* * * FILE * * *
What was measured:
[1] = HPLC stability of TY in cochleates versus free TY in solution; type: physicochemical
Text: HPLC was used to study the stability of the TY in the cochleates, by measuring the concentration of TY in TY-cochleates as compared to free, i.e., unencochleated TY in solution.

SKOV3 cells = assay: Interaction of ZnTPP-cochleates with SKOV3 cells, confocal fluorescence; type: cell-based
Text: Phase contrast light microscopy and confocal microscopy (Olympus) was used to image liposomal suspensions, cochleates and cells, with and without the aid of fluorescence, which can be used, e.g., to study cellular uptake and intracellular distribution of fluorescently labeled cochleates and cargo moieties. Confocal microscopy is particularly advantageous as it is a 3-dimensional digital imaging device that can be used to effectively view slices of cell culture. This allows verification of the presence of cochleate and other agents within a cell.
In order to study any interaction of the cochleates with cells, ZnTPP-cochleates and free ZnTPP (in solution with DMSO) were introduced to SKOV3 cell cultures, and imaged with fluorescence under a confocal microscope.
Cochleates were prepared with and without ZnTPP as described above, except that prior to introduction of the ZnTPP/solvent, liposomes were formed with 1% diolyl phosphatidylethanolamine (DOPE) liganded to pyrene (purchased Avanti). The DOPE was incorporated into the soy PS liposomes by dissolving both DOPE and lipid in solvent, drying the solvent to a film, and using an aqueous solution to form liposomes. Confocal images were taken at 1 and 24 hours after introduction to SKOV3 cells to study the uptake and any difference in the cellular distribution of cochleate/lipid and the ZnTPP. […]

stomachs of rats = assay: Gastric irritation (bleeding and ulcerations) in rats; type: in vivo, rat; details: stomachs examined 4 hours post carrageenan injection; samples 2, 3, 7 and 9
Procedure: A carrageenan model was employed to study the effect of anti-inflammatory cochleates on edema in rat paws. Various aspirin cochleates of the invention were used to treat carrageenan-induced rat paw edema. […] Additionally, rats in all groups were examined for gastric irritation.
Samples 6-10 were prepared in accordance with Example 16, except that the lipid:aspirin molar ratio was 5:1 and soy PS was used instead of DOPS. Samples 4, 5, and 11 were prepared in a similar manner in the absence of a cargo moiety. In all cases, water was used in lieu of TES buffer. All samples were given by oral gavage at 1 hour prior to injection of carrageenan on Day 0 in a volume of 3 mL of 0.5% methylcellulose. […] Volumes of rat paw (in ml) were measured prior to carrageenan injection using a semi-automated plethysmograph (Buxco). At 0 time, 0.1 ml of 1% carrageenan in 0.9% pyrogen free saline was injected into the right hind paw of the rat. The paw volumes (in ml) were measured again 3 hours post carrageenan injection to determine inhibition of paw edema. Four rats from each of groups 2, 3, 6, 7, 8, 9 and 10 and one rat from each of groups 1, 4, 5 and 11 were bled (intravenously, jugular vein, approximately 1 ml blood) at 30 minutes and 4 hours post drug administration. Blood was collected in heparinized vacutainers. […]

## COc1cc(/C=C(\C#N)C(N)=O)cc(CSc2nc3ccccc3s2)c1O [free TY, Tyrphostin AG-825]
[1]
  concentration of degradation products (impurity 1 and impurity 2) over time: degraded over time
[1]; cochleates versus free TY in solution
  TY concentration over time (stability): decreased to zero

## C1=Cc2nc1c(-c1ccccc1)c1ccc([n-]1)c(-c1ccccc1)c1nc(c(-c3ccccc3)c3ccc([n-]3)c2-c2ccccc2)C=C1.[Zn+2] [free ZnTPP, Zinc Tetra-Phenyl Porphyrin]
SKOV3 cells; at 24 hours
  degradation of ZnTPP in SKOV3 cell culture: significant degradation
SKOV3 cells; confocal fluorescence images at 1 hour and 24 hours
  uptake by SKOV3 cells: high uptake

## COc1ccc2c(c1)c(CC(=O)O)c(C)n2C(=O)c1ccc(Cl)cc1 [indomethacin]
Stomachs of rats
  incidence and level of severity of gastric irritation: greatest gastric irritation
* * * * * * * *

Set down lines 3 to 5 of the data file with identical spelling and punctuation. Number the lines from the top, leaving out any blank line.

Text: HPLC was used to study the stability of the TY in the cochleates, by measuring the concentration of TY in TY-cochleates as compared to free, i.e., unencochleated TY in solution.

SKOV3 cells = assay: Interaction of ZnTPP-cochleates with SKOV3 cells, confocal fluorescence; type: cell-based
Text: Phase contrast light microscopy and confocal microscopy (Olympus) was used to image liposomal suspensions, cochleates and cells, with and without the aid of fluorescence, which can be used, e.g., to study cellular uptake and intracellular distribution of fluorescently labeled cochleates and cargo moieties. Confocal microscopy is particularly advantageous as it is a 3-dimensional digital imaging device that can be used to effectively view slices of cell culture. This allows verification of the presence of cochleate and other agents within a cell.